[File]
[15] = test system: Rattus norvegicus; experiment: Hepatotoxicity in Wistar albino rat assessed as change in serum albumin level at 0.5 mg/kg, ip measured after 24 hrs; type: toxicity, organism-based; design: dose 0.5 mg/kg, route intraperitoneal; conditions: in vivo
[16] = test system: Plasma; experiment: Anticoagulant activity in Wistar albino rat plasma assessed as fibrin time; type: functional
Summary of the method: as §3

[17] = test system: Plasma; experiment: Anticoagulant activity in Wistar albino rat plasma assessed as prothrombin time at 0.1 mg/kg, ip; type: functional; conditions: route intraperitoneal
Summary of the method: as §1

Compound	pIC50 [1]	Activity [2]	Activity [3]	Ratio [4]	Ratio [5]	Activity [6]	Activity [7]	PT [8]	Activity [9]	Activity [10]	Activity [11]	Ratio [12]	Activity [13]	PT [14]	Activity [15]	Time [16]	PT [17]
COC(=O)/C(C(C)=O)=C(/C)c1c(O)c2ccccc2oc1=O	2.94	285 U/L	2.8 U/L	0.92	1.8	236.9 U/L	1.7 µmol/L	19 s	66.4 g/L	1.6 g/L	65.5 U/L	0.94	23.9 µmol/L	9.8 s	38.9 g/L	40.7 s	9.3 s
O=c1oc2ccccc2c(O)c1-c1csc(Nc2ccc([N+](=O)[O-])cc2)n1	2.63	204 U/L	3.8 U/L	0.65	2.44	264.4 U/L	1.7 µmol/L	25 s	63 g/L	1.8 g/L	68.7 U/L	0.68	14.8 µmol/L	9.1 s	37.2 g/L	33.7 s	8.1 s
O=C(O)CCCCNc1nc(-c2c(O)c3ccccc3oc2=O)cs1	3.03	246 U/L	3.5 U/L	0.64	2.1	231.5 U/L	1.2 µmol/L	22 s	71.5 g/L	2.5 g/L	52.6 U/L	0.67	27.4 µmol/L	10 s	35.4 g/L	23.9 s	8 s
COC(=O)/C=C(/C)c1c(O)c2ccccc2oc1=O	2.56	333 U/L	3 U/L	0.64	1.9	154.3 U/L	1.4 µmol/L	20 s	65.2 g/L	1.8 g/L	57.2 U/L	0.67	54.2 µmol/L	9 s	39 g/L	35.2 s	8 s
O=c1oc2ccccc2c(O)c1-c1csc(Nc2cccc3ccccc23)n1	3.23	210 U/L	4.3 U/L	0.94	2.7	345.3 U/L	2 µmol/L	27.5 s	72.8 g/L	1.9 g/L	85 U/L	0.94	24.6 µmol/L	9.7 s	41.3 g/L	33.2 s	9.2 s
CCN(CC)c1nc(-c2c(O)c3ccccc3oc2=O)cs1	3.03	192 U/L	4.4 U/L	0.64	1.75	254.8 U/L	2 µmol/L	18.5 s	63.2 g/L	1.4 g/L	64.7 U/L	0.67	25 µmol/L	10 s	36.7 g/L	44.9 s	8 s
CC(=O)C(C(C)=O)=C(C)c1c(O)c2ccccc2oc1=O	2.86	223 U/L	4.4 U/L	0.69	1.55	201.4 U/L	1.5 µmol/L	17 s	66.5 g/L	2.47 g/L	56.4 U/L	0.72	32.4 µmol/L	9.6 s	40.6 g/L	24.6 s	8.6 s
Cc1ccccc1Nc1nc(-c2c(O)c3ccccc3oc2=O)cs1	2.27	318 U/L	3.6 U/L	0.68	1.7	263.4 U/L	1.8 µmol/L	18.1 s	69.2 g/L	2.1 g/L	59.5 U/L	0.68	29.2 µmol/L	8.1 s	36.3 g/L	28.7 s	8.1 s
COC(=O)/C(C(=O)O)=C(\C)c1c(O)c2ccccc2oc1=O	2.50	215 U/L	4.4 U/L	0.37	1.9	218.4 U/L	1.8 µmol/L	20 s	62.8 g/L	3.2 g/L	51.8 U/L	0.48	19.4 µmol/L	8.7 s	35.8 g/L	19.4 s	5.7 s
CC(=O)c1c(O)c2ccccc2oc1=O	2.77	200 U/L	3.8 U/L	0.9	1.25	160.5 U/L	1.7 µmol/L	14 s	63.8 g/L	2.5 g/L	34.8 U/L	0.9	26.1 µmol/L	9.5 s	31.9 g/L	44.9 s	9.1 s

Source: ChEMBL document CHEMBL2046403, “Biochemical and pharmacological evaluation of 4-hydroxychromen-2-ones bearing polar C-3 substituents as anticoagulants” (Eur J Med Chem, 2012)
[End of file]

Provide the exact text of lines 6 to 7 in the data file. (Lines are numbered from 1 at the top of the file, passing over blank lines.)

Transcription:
Compound	pIC50 [1]	Activity [2]	Activity [3]	Ratio [4]	Ratio [5]	Activity [6]	Activity [7]	PT [8]	Activity [9]	Activity [10]	Activity [11]	Ratio [12]	Activity [13]	PT [14]	Activity [15]	Time [16]	PT [17]
COC(=O)/C(C(C)=O)=C(/C)c1c(O)c2ccccc2oc1=O	2.94	285 U/L	2.8 U/L	0.92	1.8	236.9 U/L	1.7 µmol/L	19 s	66.4 g/L	1.6 g/L	65.5 U/L	0.94	23.9 µmol/L	9.8 s	38.9 g/L	40.7 s	9.3 s